“I thought we were going to be taken seriously as the next Nirvana. I was shocked to find that the press story was Revenge Of The Nerds.” Rivers Cuomo always dreamt of becoming a rock star, but the success of Weezer's 'Blue' album freaked him out

Weezer - 'Blue'
(Image credit: Geffen)

“Our next band have asked not to be described with any of the following words: retro, goofy, funny, wacky, zany, anything like that.”‬

It's January 27, 1995, and billed as "the Beach Boys on mescaline" by presenter Alan Connor - dressed, for reasons best known to himself, as the Pope - Weezer are making their British TV debut on wilfully 'edgy' Channel 4 'yoof' show The Word, alongside The Black Crowes, rapper Coolio, and try-hard Top Gear presenter Jeremy Clarkson. Those watching the LA quartet's performance of their debut single Undone - The Sweater Song will notice that dorky frontman Rivers Cuomo has covered the lenses of his prescription glasses with black gaffa tape, and accessorised this with a pair of cut-out paper 'eyes'. This, an impartial observer might argue, is not the best way to play down that unwanted "wacky" tag, but it presumably makes sense in Cuomo's head. Watching on, Coolio is impressed.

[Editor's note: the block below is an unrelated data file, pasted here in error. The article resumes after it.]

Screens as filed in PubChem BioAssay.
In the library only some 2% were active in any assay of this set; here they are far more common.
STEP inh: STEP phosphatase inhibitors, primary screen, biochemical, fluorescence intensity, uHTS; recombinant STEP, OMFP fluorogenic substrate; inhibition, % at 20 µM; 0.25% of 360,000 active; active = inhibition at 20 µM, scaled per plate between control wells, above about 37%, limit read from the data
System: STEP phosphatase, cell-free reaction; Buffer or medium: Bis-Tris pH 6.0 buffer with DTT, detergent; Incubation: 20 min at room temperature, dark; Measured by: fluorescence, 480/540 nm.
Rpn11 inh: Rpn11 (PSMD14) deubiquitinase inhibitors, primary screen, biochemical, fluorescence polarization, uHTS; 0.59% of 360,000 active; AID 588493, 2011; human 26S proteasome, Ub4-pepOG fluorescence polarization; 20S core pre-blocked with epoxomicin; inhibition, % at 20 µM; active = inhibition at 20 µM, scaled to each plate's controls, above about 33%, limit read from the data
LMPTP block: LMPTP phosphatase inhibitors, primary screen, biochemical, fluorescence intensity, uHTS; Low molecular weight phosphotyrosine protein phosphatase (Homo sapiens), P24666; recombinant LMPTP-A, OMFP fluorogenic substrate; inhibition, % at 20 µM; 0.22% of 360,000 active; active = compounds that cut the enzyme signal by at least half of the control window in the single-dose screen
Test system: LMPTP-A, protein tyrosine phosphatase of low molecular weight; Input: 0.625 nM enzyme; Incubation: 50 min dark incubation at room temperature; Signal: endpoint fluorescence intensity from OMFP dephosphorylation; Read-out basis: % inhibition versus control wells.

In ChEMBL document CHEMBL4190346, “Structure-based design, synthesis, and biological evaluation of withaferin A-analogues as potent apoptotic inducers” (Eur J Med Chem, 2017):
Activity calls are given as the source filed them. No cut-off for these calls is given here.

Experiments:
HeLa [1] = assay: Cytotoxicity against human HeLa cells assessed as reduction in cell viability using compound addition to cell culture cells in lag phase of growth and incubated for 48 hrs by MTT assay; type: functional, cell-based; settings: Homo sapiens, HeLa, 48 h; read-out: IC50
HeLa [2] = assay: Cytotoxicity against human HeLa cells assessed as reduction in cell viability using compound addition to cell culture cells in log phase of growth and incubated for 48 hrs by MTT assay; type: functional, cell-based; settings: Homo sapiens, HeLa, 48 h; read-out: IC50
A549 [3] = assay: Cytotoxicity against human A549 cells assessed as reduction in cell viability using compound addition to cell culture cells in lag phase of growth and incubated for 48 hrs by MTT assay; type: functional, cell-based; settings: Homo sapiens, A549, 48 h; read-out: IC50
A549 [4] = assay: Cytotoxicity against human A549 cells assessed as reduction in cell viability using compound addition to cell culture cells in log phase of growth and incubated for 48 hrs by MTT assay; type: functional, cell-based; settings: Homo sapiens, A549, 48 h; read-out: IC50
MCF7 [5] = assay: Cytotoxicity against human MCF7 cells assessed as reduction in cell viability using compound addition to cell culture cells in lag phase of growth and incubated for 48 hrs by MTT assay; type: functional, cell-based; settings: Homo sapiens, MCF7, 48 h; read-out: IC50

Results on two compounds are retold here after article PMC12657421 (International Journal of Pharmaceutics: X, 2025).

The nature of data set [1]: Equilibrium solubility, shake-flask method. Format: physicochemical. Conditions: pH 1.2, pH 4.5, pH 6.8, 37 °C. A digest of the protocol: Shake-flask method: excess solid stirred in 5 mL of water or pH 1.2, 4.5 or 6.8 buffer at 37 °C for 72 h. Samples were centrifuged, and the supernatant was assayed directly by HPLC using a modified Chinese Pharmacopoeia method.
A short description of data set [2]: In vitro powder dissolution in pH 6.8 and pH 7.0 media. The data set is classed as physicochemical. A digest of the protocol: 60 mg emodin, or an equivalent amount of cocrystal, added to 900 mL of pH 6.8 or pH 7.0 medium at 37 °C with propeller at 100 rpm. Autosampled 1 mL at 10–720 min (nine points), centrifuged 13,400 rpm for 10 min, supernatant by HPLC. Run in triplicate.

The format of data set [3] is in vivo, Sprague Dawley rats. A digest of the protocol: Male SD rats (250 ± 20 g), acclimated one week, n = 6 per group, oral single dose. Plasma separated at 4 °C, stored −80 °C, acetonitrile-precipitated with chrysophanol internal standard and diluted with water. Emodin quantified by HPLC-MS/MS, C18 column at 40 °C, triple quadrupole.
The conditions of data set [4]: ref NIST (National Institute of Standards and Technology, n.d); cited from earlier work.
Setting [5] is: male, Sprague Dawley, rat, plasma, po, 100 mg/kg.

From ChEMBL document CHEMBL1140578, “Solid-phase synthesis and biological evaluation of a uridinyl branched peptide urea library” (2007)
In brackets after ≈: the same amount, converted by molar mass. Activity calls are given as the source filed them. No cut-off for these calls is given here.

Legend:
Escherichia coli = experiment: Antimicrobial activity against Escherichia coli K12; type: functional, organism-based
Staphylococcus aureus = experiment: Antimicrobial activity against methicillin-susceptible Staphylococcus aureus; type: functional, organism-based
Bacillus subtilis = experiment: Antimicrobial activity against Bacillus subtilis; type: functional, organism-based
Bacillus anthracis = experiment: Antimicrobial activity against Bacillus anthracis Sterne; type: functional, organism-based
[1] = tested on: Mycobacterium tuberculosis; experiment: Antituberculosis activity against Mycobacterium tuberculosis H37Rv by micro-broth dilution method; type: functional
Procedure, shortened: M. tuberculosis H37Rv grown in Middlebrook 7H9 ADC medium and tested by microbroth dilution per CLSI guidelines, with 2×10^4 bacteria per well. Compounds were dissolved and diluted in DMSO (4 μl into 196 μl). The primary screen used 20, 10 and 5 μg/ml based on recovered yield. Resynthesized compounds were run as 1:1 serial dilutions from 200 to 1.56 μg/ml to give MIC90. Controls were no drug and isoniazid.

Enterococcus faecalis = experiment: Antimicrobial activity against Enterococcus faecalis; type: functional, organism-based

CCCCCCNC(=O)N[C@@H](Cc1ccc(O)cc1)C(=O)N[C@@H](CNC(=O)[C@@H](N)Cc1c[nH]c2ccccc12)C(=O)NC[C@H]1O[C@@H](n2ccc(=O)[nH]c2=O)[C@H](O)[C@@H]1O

“Hey, Weezer! That bass is deep!”‬ he tells bassist Matt Sharp, as he heads towards his dressing room. “Wait right here, I’m gonna get my business card so we can hang in Compton.”

He does not return.

Three nights later, Weezer kick off their World Domination Tour at the tiny 100-capacity Splash Club venue in London's Kings Cross district.

The name of the tour may be somewhat tongue-in-cheek, it's their first to feature gigs outside North America, but the group certainly do not lack ambition: Cuomo's favourite band is Kiss and his hunger for success and superstardom is no less pronounced than that which propelled Gene Simmons and Paul Stanley out of Gotham. That's why the singer - then a non-singing guitarist with Connecticut metal band Avant Garde - moved to Los Angeles in 1988 dreaming of hair metal glory, just as the members of Guns N' Roses and Poison had done earlier in the decade. [In fact, as is often the case with so many quintessentially 'LA' bands, none of the members of Weezer actually hail from the City of Angels]. It has taken Cuomo some time to begin to realise his dreams - Avant Garde split in 1990, his next band Fuzz, featuring future Weezer drummer Patrick Wilson, did nothing, and 60 Wrong Sausages played just one gig in 1991 before splitting, presumably out of the sheer embarrassment of having to stand on a stage billed as 60 Wrong Sausages. But with their self-titled debut album now nestled snugly at number 16 on the Billboard 200 chart, propelled to platinum sales by MTV putting the quirky Spike Jonze-directed videos for Undone... and follow-up single Buddy Holly on rotation, the quartet - completed by guitarist Brian Bell - are now receiving Next Big Thing plaudits.